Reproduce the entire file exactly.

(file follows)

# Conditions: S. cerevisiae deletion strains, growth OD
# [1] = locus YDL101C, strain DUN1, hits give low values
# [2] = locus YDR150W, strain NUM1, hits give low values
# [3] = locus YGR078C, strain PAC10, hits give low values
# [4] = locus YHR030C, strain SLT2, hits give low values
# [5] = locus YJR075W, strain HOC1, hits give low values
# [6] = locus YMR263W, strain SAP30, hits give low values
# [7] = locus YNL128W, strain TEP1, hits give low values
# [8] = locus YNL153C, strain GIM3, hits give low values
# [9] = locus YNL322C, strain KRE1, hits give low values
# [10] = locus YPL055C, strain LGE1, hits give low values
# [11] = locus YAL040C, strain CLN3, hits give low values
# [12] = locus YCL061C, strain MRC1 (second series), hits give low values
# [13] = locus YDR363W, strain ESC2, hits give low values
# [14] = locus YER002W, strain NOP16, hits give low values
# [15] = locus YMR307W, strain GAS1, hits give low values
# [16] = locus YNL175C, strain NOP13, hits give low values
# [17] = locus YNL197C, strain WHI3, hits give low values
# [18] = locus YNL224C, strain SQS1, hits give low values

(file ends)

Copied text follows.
# Conditions: S. cerevisiae deletion strains, growth OD
# [1] = locus YDL101C, strain DUN1, hits give low values
# [2] = locus YDR150W, strain NUM1, hits give low values
# [3] = locus YGR078C, strain PAC10, hits give low values
# [4] = locus YHR030C, strain SLT2, hits give low values
# [5] = locus YJR075W, strain HOC1, hits give low values
# [6] = locus YMR263W, strain SAP30, hits give low values
# [7] = locus YNL128W, strain TEP1, hits give low values
# [8] = locus YNL153C, strain GIM3, hits give low values
# [9] = locus YNL322C, strain KRE1, hits give low values
# [10] = locus YPL055C, strain LGE1, hits give low values
# [11] = locus YAL040C, strain CLN3, hits give low values
# [12] = locus YCL061C, strain MRC1 (second series), hits give low values
# [13] = locus YDR363W, strain ESC2, hits give low values
# [14] = locus YER002W, strain NOP16, hits give low values
# [15] = locus YMR307W, strain GAS1, hits give low values
# [16] = locus YNL175C, strain NOP13, hits give low values
# [17] = locus YNL197C, strain WHI3, hits give low values
# [18] = locus YNL224C, strain SQS1, hits give low values